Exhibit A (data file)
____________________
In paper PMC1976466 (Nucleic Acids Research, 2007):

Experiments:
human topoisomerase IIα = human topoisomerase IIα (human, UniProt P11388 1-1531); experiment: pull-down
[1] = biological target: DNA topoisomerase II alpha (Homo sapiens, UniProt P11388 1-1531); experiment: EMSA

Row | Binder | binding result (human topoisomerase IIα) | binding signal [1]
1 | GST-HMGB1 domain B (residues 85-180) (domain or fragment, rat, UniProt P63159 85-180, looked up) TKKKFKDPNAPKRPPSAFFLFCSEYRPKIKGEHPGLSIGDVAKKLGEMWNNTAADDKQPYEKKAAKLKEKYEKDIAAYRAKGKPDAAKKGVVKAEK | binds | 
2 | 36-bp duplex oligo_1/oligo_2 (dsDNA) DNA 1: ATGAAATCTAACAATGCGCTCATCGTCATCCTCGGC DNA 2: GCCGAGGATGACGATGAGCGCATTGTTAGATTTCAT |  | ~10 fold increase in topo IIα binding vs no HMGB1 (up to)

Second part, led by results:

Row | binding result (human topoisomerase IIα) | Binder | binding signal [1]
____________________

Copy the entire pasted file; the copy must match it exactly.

In paper PMC1976466 (Nucleic Acids Research, 2007):

Experiments:
human topoisomerase IIα = human topoisomerase IIα (human, UniProt P11388 1-1531); experiment: pull-down
[1] = biological target: DNA topoisomerase II alpha (Homo sapiens, UniProt P11388 1-1531); experiment: EMSA

Row | Binder | binding result (human topoisomerase IIα) | binding signal [1]
1 | GST-HMGB1 domain B (residues 85-180) (domain or fragment, rat, UniProt P63159 85-180, looked up) TKKKFKDPNAPKRPPSAFFLFCSEYRPKIKGEHPGLSIGDVAKKLGEMWNNTAADDKQPYEKKAAKLKEKYEKDIAAYRAKGKPDAAKKGVVKAEK | binds | 
2 | 36-bp duplex oligo_1/oligo_2 (dsDNA) DNA 1: ATGAAATCTAACAATGCGCTCATCGTCATCCTCGGC DNA 2: GCCGAGGATGACGATGAGCGCATTGTTAGATTTCAT |  | ~10 fold increase in topo IIα binding vs no HMGB1 (up to)

Second part, led by results:

Row | binding result (human topoisomerase IIα) | Binder | binding signal [1]